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Systematic Reviews & Evidence Synthesis Methods

A detailed, step-by-step guide to the first several stages of an evidence synthesis review.

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Types of Evidence Synthesis

Evidence synthesis refers to any method of identifying, selecting, and combining results from multiple studies. For help selecting a methodology, please refer to:


Types of evidence synthesis include: 

​​Systematic Review

  • Systematically and transparently collect and categorize existing evidence on a broad question of scientific, policy or management importance.
  • Compares, evaluates, and synthesizes evidence in a search for the effect of an intervention.
  • Time-intensive and often take months to a year or more to complete.
  • The most commonly referred to type of evidence synthesis. Sometimes confused as a blanket term for other types of reviews.

​​Literature (Narrative) Review

  • A broad term referring to reviews with a wide scope and non-standardized methodology.
  • Search strategies, comprehensiveness, and time range covered will vary and do not follow an established protocol.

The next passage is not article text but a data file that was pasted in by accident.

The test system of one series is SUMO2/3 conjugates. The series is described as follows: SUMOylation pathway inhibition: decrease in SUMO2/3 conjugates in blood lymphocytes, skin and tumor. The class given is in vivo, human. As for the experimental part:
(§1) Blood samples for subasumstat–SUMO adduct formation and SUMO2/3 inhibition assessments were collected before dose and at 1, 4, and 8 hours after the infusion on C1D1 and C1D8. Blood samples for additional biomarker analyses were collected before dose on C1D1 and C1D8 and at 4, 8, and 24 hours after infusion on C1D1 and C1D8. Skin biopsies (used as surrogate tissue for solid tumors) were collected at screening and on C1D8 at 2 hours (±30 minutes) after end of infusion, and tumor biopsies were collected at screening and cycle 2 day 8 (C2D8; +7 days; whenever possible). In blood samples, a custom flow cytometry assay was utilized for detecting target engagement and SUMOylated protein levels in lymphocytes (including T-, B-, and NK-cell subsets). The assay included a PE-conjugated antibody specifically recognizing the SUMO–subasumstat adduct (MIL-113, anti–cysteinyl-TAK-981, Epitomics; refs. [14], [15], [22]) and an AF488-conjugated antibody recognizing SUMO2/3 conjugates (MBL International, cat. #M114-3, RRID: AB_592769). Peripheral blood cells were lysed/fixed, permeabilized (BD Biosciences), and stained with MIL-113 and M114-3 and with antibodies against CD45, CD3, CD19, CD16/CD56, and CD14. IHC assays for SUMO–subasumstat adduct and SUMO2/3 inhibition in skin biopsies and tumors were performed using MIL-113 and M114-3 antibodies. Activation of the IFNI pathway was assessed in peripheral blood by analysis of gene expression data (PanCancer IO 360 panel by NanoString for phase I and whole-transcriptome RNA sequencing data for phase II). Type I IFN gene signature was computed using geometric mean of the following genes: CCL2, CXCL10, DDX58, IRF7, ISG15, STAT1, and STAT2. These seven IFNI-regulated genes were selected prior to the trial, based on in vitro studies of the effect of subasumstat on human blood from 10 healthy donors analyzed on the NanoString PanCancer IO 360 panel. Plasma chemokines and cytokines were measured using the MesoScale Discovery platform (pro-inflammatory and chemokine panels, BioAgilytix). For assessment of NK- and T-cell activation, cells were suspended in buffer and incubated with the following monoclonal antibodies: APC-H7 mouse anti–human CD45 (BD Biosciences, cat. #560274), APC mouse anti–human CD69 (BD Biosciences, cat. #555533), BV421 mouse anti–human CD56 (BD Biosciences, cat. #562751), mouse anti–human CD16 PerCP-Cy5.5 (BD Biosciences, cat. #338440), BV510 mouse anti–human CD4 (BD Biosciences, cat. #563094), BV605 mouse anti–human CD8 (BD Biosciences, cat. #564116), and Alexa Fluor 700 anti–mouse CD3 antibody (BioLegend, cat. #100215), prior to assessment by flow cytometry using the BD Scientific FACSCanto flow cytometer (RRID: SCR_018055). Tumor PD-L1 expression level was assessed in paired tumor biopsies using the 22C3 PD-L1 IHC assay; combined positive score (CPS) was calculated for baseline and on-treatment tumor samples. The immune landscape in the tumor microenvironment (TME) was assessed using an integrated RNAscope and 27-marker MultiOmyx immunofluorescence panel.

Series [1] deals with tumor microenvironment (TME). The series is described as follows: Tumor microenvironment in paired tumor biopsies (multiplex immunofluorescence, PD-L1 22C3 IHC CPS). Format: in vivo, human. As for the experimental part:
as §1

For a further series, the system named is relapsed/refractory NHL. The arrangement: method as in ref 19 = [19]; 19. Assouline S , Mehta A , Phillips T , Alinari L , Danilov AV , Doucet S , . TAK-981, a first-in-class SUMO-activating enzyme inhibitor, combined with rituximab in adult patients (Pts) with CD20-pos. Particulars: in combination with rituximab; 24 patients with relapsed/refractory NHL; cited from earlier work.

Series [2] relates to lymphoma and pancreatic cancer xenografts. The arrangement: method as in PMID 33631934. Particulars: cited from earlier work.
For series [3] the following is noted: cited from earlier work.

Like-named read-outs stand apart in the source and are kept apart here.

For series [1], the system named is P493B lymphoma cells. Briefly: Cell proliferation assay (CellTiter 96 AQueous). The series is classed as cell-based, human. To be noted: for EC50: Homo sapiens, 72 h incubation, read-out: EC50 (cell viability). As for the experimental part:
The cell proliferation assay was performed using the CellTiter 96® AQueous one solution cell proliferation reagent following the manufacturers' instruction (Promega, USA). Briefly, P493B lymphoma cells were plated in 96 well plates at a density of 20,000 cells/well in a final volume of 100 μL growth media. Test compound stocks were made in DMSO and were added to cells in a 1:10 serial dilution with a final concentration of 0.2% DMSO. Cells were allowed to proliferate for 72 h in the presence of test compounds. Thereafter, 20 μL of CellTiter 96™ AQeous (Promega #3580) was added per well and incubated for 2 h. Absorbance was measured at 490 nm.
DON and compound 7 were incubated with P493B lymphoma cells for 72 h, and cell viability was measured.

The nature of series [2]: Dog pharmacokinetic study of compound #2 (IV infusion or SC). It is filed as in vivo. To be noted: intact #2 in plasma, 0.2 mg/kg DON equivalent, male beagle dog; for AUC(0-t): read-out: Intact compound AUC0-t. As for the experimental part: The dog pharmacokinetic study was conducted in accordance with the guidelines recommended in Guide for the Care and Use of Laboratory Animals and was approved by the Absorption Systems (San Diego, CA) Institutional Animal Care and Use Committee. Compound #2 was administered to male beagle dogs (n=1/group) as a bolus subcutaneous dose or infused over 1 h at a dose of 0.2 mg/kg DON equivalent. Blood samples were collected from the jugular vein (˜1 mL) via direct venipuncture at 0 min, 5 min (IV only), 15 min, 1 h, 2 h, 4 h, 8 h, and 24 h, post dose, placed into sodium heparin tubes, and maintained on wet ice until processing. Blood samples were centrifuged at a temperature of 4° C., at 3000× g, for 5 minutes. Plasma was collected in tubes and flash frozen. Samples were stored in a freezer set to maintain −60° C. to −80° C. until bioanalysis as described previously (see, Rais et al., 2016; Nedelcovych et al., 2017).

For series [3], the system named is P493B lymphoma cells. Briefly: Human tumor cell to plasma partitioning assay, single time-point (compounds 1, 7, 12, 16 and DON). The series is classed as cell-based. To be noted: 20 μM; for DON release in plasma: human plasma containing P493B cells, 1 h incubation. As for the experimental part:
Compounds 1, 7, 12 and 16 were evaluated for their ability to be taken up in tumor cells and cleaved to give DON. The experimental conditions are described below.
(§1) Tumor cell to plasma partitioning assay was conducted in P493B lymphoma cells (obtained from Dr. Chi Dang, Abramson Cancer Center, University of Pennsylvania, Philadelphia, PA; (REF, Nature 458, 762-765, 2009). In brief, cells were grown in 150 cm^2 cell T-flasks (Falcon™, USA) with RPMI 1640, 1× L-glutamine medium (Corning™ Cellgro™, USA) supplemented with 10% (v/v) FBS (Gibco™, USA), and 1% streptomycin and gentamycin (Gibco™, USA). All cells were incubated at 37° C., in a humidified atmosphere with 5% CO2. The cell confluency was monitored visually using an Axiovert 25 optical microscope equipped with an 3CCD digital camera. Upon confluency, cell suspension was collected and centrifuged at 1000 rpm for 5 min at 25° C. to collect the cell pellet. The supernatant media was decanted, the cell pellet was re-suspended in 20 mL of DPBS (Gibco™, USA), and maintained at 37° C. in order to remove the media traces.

​Scoping Review or Evidence Map

  • Systematically and transparently collect and categorize existing evidence on a broad question of scientific, policy or management importance.
  • Seeks to identify research gaps and opportunities for evidence synthesis rather than searching for the effect of an intervention.
  • May critically evaluate existing evidence, but does not attempt to synthesize the results in the way a systematic review would.(see EE Journal and CIFOR)
  • May take longer than a systematic review.
  • See Arksey and O'Malley (2005) or Peters et al (2020) for methodological guidance.

​Rapid Review

  • Applies Systematic Review methodology within a time-constrained setting.
  • Employs methodological "shortcuts" (limiting search terms for example) at the risk of introducing bias.
  • Useful for addressing issues needing quick decisions, such as developing policy recommendations.
  • See Evidence Summaries: The Evolution of a Rapid Review Approach

Umbrella Review

  • Reviews other systematic reviews on a topic.
  • Often defines a broader question than is typical of a traditional systematic review.
  • Most useful when there are competing interventions to consider.


  • Statistical technique for combining the findings from disparate quantitative studies.
  • Uses statistical methods to objectively evaluate, synthesize, and summarize results.
  • Conducted as an additional step of a systematic review.

Video: Exploring different review methodologies (3:25 minutes)

Methodology Decision Tree

A decision tree asking questions about your research to determine what type of evidence synthesis review is most appropriate.

From Cornell University Library's Evidence Synthesis guide.